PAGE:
Journal Article

Idiopathic membranoproliferative glomerulonephritis: does it exist?

Fernando C. Fervenza, Sanjeev Sethi and Richard J. Glassock

in Nephrology Dialysis Transplantation

Published on behalf of European Renal Association - European Dialysis and Transplant Assoc

Volume 27, issue 12, pages 4288-4294
Published in print December 2012 | ISSN: 0931-0509
Published online July 2012 | e-ISSN: 1460-2385 | DOI: http://dx.doi.org/10.1093/ndt/gfs288
Idiopathic membranoproliferative glomerulonephritis: does it exist?

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When membranoproliferative glomerulonephritis (MPGN) was first delineated as a discrete clinico-pathological entity more than a half-century ago, most cases were regarded as idiopathic (or primary) in nature. Advances in analysis of pathogenetic mechanisms and etiologies underlying the lesion of MPGN have radically altered the prevalence of the truly idiopathic form of MPGN. In addition, MPGN as a category among renal biopsies showing glomerulonephritis has diminished over time. In the modern era, MPGN is mainly classified morphologically on the basis of immunoglobulin (Ig; monoclonal or polyclonal) and complement (C3 only or combined with Ig) deposition and secondarily on the basis of its appearance on ultra-structural examination. Idiopathic MPGN is a diagnosis of exclusion, at least in many adults and a portion of children, and a systematic approach to evaluation will often uncover a secondary cause, such as an infection, autoimmune disease, monoclonal gammopathy, neoplasia, complement dysregulation or a chronic thrombotic microangiopathy. Idiopathic MPGN remains an ‘endangered species’ after its separation from these known causes.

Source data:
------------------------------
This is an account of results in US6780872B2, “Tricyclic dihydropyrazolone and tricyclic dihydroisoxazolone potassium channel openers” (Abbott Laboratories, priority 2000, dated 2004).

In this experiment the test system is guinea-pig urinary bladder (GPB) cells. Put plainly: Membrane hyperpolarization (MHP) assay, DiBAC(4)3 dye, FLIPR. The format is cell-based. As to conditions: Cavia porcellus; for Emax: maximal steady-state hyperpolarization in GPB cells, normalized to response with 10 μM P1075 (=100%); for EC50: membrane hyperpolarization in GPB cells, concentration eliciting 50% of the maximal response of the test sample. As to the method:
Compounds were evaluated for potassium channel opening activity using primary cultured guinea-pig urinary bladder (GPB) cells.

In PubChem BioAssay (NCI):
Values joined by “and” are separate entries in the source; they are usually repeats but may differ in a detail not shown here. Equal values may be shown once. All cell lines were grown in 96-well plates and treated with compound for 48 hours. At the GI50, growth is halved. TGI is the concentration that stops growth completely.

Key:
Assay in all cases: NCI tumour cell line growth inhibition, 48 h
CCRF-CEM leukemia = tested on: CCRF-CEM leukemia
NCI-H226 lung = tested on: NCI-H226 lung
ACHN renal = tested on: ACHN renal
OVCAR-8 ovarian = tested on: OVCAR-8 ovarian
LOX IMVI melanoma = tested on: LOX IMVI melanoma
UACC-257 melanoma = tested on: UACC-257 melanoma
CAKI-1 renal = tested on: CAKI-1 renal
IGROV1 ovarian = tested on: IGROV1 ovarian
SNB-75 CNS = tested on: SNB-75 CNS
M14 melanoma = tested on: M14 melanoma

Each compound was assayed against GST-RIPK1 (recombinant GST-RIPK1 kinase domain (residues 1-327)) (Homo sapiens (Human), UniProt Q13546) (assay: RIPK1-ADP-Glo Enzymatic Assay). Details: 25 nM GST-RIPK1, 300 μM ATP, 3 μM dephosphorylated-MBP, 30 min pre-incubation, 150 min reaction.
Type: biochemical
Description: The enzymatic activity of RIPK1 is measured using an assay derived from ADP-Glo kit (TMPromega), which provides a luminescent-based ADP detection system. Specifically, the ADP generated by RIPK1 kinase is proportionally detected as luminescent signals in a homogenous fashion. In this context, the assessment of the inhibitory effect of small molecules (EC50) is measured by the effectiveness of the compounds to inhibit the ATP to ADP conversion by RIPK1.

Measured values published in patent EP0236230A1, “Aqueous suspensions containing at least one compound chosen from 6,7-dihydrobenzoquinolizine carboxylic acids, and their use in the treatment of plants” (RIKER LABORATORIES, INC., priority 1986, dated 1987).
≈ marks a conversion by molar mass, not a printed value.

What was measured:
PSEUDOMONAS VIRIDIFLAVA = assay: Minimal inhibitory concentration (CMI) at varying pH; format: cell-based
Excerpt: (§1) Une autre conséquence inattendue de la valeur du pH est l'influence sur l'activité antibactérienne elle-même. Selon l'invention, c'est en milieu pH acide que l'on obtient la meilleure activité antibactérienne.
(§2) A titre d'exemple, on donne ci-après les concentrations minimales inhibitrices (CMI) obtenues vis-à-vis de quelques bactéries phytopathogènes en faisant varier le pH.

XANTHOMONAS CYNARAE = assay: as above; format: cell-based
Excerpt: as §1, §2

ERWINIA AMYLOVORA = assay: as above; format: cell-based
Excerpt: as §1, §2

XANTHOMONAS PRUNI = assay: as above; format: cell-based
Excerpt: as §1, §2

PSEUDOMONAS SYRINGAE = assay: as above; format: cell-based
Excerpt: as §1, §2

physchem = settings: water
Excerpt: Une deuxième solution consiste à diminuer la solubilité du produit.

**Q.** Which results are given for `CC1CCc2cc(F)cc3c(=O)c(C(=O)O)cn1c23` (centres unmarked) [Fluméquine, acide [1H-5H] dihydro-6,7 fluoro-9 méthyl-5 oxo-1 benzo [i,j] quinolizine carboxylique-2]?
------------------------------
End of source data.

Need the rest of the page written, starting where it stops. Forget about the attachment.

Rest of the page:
Keywords: complement abnormalities; dense deposit disease; glomerular diseases; glomerulonephritis; C3 glomerulonephritis; membranoproliferative

Journal Article.  4461 words.  Illustrated.

Subjects: Nephrology

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